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New developments in psychosocial interventions for adults with unipolar depression.
Curr Opin Psychiatry. 2008 Jan; 21(1):30-6.CO

Abstract

PURPOSE OF REVIEW

Depression treatment guidelines typically recommend cognitive behavioral therapy and/or interpersonal therapy for the acute treatment of mild-moderate depression. However, several new developments support an expanded role for psychotherapy in depression treatment. This article summarizes recent psychotherapy efficacy studies across the depression treatment continuum and the effectiveness of psychosocial interventions in community settings.

RECENT FINDINGS

New psychotherapies in the acute treatment of mild-moderate depression include emotion-focused therapy, self-system therapy, cognitive control training and positive psychotherapy. Furthermore, emerging evidence supports the use of psychotherapy for moderate-severe and treatment-resistant depression and for recurrent depression with a seasonal pattern. An important area of growth is the development and evaluation of continuation/maintenance treatments based on cognitive behavioral therapy and interpersonal therapy to reduce depressive relapse risk in recurrent and chronic depression. Finally, there is evidence supporting the effectiveness of stepped care, chronic disease management and collaborative care models in community settings.

SUMMARY

Emerging evidence supports an expanded role for the use of psychosocial interventions as acute and continuation/maintenance treatments for unipolar depression. Although further research is required to replicate these findings, a remaining challenge is to increase the availability of these treatments to the mental health consumer.

Authors+Show Affiliations

BC Mental Health & Addiction Services, Department of Psychiatry, University of British Columbia, British Columbia, Canada. mlau4@bcmhs.bc.ca

Pub Type(s)

Journal Article
Review

Language

eng

PubMed ID

18281838

Citation

Lau, Mark A.. "New Developments in Psychosocial Interventions for Adults With Unipolar Depression." Current Opinion in Psychiatry, vol. 21, no. 1, 2008, pp. 30-6.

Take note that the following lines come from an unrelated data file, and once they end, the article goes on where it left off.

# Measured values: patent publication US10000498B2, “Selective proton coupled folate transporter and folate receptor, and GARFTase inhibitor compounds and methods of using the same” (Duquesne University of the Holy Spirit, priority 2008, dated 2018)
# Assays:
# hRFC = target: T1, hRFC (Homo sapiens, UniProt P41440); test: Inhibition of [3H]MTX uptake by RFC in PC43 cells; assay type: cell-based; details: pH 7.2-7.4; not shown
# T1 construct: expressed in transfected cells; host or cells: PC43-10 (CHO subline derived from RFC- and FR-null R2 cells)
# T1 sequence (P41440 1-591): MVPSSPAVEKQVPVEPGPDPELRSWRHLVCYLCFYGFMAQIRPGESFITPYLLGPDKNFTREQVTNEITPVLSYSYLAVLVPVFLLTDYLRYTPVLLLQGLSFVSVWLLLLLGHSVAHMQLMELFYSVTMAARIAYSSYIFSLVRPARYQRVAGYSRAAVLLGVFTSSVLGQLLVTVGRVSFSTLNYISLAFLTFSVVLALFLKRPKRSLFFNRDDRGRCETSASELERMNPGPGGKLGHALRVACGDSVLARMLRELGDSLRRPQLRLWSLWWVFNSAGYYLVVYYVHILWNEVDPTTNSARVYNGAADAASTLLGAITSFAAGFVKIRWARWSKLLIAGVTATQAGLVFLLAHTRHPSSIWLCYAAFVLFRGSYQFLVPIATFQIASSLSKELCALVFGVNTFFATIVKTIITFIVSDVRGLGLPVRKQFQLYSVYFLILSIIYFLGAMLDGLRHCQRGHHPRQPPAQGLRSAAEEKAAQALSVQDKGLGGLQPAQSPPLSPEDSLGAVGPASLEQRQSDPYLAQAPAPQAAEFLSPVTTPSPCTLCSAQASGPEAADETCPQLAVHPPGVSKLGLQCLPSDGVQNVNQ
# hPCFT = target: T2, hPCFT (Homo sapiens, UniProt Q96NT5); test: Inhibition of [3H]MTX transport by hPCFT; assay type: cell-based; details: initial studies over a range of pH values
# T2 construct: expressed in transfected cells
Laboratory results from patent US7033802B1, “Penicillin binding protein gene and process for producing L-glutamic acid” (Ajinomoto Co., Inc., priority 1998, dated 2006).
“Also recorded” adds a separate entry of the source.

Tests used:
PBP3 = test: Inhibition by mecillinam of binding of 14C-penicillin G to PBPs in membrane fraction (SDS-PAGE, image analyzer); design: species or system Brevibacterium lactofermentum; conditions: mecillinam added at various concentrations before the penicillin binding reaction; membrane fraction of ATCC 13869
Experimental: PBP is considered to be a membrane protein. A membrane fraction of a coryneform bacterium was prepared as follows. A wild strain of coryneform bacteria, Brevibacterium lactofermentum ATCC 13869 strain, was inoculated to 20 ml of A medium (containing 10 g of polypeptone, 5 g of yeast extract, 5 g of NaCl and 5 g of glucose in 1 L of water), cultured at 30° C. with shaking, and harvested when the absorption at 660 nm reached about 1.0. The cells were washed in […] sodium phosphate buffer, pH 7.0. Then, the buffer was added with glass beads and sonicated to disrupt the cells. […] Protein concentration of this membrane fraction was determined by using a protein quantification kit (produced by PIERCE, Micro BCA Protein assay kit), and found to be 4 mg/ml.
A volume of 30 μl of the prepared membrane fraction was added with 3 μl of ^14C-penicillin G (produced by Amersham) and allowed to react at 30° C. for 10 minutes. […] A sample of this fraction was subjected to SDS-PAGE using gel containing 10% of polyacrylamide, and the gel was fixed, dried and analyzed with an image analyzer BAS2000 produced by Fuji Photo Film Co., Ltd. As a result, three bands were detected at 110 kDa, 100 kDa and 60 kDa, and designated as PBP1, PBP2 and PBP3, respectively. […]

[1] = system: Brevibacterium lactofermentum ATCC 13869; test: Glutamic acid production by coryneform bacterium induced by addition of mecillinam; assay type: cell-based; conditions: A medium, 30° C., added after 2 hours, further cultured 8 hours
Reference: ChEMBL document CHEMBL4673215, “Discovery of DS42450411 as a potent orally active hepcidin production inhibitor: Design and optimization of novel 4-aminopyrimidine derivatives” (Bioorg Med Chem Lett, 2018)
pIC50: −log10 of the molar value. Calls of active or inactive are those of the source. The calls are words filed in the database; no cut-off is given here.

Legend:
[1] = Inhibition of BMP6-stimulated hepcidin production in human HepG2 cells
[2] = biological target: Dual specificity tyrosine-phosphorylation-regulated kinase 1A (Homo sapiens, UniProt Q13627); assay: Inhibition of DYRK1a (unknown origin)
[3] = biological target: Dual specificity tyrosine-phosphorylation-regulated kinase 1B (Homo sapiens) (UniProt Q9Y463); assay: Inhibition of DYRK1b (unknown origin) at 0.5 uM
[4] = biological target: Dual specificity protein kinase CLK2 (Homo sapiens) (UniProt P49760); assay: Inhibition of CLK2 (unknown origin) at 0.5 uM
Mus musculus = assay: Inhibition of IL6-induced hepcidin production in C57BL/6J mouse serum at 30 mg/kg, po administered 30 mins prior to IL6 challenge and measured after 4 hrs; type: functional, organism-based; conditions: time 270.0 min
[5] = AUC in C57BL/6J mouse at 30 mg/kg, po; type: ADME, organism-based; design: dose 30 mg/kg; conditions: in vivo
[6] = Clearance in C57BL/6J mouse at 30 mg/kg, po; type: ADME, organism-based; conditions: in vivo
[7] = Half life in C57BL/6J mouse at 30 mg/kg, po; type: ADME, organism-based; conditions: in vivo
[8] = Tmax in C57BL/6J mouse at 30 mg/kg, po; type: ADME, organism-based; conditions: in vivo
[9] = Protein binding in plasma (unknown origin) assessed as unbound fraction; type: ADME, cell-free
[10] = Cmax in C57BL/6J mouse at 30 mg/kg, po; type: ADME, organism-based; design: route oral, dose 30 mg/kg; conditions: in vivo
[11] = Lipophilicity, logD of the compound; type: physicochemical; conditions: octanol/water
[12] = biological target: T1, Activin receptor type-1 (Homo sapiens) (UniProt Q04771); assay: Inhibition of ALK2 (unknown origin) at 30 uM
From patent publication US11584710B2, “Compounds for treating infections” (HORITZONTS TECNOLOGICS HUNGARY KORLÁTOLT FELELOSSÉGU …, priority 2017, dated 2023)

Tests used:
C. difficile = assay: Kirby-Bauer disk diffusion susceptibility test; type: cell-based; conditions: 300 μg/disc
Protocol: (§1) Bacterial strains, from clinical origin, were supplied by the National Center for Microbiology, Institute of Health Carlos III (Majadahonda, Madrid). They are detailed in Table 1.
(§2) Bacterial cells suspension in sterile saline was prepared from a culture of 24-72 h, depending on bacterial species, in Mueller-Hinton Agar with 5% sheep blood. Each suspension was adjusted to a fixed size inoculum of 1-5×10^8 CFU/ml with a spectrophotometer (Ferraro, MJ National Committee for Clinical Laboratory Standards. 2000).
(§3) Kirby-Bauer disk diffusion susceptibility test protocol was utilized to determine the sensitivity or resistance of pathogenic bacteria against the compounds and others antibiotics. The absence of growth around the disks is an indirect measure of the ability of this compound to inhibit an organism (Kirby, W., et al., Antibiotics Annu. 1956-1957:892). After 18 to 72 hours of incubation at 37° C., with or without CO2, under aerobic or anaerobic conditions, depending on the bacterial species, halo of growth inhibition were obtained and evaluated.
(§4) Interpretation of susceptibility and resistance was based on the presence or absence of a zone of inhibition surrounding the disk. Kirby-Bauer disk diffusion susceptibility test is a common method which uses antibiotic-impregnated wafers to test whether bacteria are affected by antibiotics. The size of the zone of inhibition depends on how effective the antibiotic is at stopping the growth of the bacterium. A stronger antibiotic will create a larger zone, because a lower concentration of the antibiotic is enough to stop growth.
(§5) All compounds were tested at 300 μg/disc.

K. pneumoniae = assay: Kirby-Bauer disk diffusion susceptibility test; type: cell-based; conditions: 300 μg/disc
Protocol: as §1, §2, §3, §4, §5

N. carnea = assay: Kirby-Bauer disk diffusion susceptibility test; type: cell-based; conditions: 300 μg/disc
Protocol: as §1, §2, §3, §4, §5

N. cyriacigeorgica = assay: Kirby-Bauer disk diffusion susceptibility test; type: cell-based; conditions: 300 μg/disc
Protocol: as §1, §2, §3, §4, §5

Lau MA. New developments in psychosocial interventions for adults with unipolar depression. Curr Opin Psychiatry. 2008;21(1):30-6.
Lau, M. A. (2008). New developments in psychosocial interventions for adults with unipolar depression. Current Opinion in Psychiatry, 21(1), 30-6. https://doi.org/10.1097/YCO.0b013e3282f1ae53
Lau MA. New Developments in Psychosocial Interventions for Adults With Unipolar Depression. Curr Opin Psychiatry. 2008;21(1):30-6. PubMed PMID: 18281838.
* Article titles in AMA citation format should be in sentence-case
TY - JOUR T1 - New developments in psychosocial interventions for adults with unipolar depression. A1 - Lau,Mark A, PY - 2008/2/19/pubmed PY - 2008/4/10/medline PY - 2008/2/19/entrez SP - 30 EP - 6 JF - Current opinion in psychiatry JO - Curr Opin Psychiatry VL - 21 IS - 1 N2 - PURPOSE OF REVIEW: Depression treatment guidelines typically recommend cognitive behavioral therapy and/or interpersonal therapy for the acute treatment of mild-moderate depression. However, several new developments support an expanded role for psychotherapy in depression treatment. This article summarizes recent psychotherapy efficacy studies across the depression treatment continuum and the effectiveness of psychosocial interventions in community settings. RECENT FINDINGS: New psychotherapies in the acute treatment of mild-moderate depression include emotion-focused therapy, self-system therapy, cognitive control training and positive psychotherapy. Furthermore, emerging evidence supports the use of psychotherapy for moderate-severe and treatment-resistant depression and for recurrent depression with a seasonal pattern. An important area of growth is the development and evaluation of continuation/maintenance treatments based on cognitive behavioral therapy and interpersonal therapy to reduce depressive relapse risk in recurrent and chronic depression. Finally, there is evidence supporting the effectiveness of stepped care, chronic disease management and collaborative care models in community settings. SUMMARY: Emerging evidence supports an expanded role for the use of psychosocial interventions as acute and continuation/maintenance treatments for unipolar depression. Although further research is required to replicate these findings, a remaining challenge is to increase the availability of these treatments to the mental health consumer. SN - 0951-7367 UR - https://www.unboundmedicine.com/medline/citation/18281838/New_developments_in_psychosocial_interventions_for_adults_with_unipolar_depression_ L2 - http://dx.doi.org/10.1097/YCO.0b013e3282f1ae53 DB - PRIME DP - Unbound Medicine ER -